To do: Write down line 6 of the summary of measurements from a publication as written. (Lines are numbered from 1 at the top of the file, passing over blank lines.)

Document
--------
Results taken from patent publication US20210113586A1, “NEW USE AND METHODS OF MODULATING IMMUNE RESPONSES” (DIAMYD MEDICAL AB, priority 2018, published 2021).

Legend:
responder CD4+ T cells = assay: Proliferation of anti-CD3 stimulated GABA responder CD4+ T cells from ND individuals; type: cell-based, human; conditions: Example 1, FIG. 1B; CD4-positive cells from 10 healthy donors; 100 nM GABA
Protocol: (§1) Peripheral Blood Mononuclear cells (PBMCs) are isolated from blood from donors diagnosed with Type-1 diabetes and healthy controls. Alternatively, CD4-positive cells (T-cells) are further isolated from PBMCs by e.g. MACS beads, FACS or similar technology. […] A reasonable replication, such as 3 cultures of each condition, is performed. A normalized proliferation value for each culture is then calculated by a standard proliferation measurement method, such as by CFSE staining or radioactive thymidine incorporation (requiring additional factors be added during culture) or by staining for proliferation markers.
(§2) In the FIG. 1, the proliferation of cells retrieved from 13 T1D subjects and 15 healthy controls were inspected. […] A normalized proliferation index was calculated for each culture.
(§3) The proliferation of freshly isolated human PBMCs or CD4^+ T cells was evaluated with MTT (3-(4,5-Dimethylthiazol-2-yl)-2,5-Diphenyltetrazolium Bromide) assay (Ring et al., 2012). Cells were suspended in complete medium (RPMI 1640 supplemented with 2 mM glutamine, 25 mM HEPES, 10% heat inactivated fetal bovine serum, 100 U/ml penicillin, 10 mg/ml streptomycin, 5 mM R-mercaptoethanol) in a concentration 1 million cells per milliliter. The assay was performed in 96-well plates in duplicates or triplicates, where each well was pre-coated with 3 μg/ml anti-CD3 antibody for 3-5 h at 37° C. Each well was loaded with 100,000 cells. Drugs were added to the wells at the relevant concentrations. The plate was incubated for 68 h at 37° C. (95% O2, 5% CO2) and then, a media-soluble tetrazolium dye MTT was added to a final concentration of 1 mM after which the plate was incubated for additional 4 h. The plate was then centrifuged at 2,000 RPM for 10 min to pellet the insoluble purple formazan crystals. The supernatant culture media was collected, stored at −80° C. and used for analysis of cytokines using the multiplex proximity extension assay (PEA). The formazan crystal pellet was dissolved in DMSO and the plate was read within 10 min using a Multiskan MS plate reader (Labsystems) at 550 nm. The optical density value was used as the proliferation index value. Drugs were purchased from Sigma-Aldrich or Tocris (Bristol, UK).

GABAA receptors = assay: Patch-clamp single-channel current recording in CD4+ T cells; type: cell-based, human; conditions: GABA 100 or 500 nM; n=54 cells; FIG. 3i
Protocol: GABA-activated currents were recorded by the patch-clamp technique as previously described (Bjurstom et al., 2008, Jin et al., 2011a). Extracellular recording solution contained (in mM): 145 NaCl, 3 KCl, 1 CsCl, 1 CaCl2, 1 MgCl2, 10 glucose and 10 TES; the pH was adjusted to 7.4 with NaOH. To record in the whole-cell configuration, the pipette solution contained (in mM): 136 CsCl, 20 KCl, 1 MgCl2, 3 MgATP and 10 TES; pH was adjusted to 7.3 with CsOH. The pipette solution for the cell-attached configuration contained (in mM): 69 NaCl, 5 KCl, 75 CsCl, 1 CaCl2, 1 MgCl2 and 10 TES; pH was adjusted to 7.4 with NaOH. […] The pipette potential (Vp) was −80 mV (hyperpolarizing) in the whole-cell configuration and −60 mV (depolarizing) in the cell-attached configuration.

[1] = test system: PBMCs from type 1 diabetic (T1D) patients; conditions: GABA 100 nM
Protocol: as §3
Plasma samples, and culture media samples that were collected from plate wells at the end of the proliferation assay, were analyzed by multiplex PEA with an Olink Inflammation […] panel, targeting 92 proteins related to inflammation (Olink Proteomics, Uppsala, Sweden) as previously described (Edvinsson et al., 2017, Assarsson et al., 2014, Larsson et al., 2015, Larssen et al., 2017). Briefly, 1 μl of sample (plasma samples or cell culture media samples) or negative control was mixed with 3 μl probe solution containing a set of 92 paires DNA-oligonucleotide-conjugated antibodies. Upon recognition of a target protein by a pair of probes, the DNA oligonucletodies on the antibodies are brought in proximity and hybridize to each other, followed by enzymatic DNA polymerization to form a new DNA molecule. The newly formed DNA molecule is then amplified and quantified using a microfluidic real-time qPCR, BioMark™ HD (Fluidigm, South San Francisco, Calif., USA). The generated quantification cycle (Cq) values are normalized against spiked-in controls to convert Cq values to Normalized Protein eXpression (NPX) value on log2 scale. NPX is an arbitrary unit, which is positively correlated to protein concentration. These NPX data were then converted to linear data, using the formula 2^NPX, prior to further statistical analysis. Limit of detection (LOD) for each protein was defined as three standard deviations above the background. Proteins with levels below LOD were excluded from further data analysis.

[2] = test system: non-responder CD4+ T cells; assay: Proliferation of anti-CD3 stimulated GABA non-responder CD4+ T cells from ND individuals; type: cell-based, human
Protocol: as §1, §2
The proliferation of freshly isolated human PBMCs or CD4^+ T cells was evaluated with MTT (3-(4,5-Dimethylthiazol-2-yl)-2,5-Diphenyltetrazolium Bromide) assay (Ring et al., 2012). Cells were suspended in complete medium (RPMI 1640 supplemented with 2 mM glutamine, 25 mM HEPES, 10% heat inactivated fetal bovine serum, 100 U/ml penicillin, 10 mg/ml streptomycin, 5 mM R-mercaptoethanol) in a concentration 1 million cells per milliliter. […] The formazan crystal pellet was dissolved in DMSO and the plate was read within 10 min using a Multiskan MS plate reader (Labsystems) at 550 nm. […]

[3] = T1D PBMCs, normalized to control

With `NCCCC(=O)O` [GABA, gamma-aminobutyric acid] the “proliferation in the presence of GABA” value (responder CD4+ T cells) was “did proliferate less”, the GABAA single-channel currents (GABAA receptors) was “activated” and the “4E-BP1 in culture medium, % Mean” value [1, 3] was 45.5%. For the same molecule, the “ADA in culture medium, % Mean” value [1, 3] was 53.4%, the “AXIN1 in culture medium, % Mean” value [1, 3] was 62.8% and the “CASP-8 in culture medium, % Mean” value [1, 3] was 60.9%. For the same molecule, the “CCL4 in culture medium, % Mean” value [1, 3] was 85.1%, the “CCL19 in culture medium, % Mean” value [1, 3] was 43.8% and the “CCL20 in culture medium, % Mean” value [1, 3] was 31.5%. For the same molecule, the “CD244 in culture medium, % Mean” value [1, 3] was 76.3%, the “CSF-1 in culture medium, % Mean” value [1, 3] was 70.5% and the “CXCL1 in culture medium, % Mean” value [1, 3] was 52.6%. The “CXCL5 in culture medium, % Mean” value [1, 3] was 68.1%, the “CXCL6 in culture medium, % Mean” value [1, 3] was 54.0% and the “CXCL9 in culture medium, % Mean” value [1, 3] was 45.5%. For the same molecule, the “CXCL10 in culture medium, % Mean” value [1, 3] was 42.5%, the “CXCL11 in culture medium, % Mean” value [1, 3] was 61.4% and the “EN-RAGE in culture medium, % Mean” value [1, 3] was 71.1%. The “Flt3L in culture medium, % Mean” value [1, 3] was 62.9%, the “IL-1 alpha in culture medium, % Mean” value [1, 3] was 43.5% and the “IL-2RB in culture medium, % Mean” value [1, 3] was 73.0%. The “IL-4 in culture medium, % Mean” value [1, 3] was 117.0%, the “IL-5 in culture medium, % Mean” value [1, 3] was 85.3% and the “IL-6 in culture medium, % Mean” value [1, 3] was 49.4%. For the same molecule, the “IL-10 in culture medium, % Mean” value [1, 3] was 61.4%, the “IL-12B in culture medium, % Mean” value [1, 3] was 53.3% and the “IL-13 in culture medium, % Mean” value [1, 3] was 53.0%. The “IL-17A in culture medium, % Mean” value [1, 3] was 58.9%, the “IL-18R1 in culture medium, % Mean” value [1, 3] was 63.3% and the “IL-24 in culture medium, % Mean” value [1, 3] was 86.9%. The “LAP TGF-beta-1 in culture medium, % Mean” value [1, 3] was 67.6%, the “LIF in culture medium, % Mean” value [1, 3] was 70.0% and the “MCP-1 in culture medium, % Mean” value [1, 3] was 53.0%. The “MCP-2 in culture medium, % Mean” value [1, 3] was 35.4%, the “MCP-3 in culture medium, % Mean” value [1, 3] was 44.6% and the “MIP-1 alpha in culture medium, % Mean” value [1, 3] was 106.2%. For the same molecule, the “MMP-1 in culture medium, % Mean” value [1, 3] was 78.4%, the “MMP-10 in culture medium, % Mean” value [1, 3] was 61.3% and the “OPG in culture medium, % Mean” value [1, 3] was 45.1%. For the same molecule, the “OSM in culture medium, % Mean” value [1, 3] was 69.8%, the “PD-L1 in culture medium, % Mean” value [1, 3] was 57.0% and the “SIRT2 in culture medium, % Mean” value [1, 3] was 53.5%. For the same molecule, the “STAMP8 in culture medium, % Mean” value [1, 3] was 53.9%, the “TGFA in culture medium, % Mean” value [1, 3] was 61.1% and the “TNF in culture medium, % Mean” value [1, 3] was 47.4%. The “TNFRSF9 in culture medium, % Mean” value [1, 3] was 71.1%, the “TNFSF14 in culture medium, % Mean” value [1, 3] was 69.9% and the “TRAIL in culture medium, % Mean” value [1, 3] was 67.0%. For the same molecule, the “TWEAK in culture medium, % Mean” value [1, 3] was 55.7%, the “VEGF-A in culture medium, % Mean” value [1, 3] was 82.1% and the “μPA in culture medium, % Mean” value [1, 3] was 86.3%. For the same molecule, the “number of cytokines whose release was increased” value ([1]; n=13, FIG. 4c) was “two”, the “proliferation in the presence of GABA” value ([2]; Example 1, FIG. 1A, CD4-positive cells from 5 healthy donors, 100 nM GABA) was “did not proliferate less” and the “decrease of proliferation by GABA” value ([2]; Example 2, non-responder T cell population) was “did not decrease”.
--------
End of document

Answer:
(§3) The proliferation of freshly isolated human PBMCs or CD4^+ T cells was evaluated with MTT (3-(4,5-Dimethylthiazol-2-yl)-2,5-Diphenyltetrazolium Bromide) assay (Ring et al., 2012). Cells were suspended in complete medium (RPMI 1640 supplemented with 2 mM glutamine, 25 mM HEPES, 10% heat inactivated fetal bovine serum, 100 U/ml penicillin, 10 mg/ml streptomycin, 5 mM R-mercaptoethanol) in a concentration 1 million cells per milliliter. The assay was performed in 96-well plates in duplicates or triplicates, where each well was pre-coated with 3 μg/ml anti-CD3 antibody for 3-5 h at 37° C. Each well was loaded with 100,000 cells. Drugs were added to the wells at the relevant concentrations. The plate was incubated for 68 h at 37° C. (95% O2, 5% CO2) and then, a media-soluble tetrazolium dye MTT was added to a final concentration of 1 mM after which the plate was incubated for additional 4 h. The plate was then centrifuged at 2,000 RPM for 10 min to pellet the insoluble purple formazan crystals. The supernatant culture media was collected, stored at −80° C. and used for analysis of cytokines using the multiplex proximity extension assay (PEA). The formazan crystal pellet was dissolved in DMSO and the plate was read within 10 min using a Multiskan MS plate reader (Labsystems) at 550 nm. The optical density value was used as the proliferation index value. Drugs were purchased from Sigma-Aldrich or Tocris (Bristol, UK).